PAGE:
Don’t portray bipolar as evil or dangerous
As a professional counselor helping people with a bipolar diagnosis, I found “Doctor points to bipolar disorder” (Metro, March 2) highly offensive. Those diagnosed with bipolar disorder do not have a character flaw or suffer from a moral weakness, but a chemical imbalance which leads to a lifelong battle. When properly treated, those diagnosed can lead healthy and productive lives. They are not a threat to society. I hope the AJC would write articles based on the achievements and positive outcomes for the thousands who live with bipolar disorder. They bring creativity and color to our lives and are represented in all areas of society. They create jobs, music, art, books and movies. They should be given the opportunity to show another side of bipolar disorder and its positive impact on our lives.
Vilda S. Brannen, Founder, Clinical Director, Trillium Springs Counseling
It’s silly to deny that Luckovich skews left
A reader recently opined that the AJC was wrong in adding the “From the right” cartoon. He stated Mike Luckovich hits a middle ground and skewers absurdities on both sides (“‘From the right’ addition just wrong,” Readers write, Opinion, March 5). Show me how many cartoons Luckovich has presented lambasting a Democrat (or the president) this year. I bet there are dozens on Republican candidates. The reader wants to know if there are plans for adding a progressive, liberal comic. The AJC has one already: Mike Luckovich.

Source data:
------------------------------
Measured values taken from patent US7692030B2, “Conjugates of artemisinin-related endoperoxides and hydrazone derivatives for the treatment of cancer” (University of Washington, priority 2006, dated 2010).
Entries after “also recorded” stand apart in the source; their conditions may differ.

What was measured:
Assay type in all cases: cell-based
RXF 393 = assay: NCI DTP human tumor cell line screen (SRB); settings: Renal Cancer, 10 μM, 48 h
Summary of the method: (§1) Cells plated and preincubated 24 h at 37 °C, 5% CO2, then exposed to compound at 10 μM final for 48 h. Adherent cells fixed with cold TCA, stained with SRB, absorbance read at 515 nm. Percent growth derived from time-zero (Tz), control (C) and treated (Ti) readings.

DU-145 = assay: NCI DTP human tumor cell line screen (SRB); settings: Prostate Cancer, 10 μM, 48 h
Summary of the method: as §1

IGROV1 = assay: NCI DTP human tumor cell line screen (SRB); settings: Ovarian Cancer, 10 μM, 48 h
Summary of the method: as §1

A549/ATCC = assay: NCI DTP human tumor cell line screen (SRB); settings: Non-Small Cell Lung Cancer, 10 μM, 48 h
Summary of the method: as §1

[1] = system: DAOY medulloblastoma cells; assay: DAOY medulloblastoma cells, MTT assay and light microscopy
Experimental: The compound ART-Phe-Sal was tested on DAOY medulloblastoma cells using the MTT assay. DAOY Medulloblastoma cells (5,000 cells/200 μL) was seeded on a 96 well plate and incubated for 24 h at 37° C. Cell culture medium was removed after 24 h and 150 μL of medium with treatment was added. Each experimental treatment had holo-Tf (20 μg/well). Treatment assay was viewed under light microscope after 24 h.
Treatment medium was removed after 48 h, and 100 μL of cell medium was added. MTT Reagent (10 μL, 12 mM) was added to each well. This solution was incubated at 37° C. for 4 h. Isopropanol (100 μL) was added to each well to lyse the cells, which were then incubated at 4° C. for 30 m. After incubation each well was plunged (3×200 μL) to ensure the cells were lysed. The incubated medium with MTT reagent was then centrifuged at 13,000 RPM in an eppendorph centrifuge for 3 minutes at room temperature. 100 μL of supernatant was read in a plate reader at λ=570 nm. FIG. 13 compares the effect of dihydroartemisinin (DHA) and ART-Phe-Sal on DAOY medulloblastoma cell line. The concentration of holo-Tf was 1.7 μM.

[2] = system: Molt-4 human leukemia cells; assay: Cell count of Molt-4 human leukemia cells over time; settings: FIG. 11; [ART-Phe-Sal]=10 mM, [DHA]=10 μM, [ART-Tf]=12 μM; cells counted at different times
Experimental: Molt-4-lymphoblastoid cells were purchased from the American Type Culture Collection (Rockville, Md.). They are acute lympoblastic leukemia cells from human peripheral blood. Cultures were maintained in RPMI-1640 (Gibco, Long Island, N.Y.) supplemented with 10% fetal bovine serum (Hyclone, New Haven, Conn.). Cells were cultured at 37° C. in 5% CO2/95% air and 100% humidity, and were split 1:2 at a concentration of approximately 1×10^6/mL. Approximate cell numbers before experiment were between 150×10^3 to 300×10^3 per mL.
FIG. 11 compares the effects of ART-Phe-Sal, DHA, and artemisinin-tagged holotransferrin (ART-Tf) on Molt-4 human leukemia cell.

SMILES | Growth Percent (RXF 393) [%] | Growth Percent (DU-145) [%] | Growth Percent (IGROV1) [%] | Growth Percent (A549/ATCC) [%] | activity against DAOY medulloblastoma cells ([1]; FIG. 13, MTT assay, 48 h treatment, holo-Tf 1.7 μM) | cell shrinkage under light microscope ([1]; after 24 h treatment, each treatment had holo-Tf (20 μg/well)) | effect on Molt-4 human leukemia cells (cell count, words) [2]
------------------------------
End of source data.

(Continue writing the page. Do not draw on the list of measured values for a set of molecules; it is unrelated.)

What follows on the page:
John O’Donnell, Cumming
Legislators fixated on a divisive slogan
In the news, I ran across the recent frothing over the “In God We Trust” stickers. I am glad members of the Senate have time to waste debating a sticker on a license plate instead of tending to important business. I am shocked that the Revenue Department was so callous as to not include “In Allah We Trust,” “In ? We Trust” and “In Nobody We Trust” (as well as others), to ensure that others can respect their deities (or lack thereof) on their license plates.
Jason Kilpatrick, Kennesaw
Officials’ dumb ideas make driving riskier
On a recent weekend, I drove up I-85 to South Carolina. I noted two things about HOT lanes. The car fee varied from 2 to 4 cents, and I saw zero cars (or one car) using the HOT lane from beginning to end. Taxpaying drivers who paid for the roads had to make their way up I-85 in five lanes instead of six. Each driver was placed at greater risk due to greater vehicle density. Isn’t one objective of government protection of the people? As it currently functions, the HOT lane (and the HOV lanes) are another government social engineering project that are a mistake. At a minimum, let’s shut the thing off on weekends.
Allen Buckley, Smyrna
Support real journalism. Support local journalism. Subscribe to The Atlanta Journal-Constitution today. See offers.
Your subscription to the Atlanta Journal-Constitution funds in-depth reporting and investigations that keep you informed. Thank you for supporting real journalism.